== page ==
I’ve gotten pretty good at doing that, a lot of time on the local train system during rush hour helped a bunch. I find earphones make a great difference, but it really comes down to being able to learn to block out what’s going on around you to the extent you can focus. As has been said it is definitely a learned skill. I do find I tone down my comments to myself when in public both from being self-concious of talking to my book with a bunch of people around and so as not to distract others. At times I also find myself hearing other conversations or people watching but I wouldn’t really count those as knocks against reading in public it’s more or less I’d rather be doing something other than reading at that moment.

philosopher's avatar

Yes most of the time. I usually have to read legal things over a few times. Lawyers write things in away to make it difficult for most of us.
I will not sign anything without carefully reading it.
In a noisy environment concentration is more difficult .

stranger_in_a_strange_land's avatar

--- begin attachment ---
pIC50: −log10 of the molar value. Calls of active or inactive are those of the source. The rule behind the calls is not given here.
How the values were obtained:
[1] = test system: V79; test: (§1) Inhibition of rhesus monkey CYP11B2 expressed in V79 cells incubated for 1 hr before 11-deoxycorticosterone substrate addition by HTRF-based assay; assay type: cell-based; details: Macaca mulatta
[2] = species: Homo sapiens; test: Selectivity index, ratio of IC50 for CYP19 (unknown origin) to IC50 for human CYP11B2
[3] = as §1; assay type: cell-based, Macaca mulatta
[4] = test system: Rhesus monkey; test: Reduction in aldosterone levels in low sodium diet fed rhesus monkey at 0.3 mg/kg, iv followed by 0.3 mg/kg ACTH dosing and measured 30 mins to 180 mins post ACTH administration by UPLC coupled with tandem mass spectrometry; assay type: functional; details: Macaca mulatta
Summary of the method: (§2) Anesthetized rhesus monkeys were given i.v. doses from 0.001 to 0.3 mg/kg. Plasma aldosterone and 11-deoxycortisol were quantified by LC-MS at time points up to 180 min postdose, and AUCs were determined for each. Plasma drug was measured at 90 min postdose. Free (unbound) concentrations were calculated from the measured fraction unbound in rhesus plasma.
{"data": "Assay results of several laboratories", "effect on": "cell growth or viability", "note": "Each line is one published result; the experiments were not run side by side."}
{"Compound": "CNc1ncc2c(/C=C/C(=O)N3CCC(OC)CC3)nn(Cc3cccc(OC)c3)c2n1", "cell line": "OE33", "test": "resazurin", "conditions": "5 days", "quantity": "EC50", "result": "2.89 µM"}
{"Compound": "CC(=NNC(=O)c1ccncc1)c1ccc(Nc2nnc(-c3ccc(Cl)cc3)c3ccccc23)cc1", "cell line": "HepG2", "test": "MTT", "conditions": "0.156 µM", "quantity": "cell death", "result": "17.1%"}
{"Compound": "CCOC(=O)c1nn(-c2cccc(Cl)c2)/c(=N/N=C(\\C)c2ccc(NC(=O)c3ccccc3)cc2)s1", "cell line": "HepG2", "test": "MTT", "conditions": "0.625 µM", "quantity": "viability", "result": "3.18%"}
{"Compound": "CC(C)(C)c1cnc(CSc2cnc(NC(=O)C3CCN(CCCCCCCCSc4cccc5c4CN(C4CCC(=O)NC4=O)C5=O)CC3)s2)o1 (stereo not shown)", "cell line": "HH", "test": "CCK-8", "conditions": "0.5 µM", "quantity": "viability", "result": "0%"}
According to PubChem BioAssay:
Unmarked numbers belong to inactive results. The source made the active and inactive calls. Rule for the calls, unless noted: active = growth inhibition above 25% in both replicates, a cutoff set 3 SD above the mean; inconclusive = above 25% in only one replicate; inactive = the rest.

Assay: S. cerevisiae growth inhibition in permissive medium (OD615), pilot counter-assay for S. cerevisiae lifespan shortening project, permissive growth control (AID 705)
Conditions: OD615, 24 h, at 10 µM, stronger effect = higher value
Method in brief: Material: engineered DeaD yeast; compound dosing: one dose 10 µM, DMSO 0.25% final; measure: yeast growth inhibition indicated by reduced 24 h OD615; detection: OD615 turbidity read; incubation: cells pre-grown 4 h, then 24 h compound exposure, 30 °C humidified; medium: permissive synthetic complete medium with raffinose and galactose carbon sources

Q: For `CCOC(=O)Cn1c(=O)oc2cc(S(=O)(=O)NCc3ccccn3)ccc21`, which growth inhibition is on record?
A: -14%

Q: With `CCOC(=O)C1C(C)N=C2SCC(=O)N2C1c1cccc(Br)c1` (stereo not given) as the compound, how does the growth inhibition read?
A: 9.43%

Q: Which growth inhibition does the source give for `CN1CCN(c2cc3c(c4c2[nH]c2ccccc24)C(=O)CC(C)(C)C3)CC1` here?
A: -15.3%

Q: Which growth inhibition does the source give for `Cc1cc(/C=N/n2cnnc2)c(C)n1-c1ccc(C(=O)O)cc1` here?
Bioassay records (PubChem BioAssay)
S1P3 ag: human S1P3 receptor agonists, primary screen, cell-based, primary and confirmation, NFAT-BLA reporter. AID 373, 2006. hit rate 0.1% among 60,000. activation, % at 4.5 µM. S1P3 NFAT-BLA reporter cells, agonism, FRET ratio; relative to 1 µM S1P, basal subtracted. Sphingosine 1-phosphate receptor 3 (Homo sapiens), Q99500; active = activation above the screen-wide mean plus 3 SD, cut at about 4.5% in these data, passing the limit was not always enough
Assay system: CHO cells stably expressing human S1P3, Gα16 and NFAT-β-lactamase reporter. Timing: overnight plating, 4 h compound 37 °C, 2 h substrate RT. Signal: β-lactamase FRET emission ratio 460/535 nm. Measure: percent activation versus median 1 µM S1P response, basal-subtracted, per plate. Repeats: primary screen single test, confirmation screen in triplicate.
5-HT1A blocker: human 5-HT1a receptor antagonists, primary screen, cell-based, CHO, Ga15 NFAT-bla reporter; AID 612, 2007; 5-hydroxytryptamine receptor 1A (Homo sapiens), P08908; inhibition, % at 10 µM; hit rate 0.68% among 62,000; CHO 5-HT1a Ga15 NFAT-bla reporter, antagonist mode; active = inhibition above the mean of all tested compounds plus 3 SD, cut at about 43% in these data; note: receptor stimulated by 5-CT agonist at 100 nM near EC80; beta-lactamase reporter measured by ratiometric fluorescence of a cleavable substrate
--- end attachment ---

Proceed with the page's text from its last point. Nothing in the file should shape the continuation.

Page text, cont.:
I don’t like being in groups of people and one of the ways I cope with it is to bring a book and lose myself in it. Bach, Telemann or Bruckner on the headset completes the “blocking out” process. In this mode, I don’t even notice other people around me unless someone enters my “danger close” perimeter and triggers my automatic defensive responses. I’m physically present but my mind is elsewhere, except for a tiny fraction monitoring for danger, flight calls, etc.

interpoler's avatar

@Merriment how do you get totally lost in a book even with all the distraction? People who are not distracted, how do you do it?

stranger_in_a_strange_land's avatar

@interpoler I block it out, often using music. I’m only rarely interested in what others around me are doing.

Merriment's avatar

@interpoler – When I read a book I am not so much reading “words” as I am seeing a movie. I guess my mind is so busy creating and running the film that there just aren’t any brain cells left over to see or hear anything else.

scotsbloke's avatar

If I’m out and about – I’ll listen to audio books. that way I can still be a nosel old sod and do my People Watching!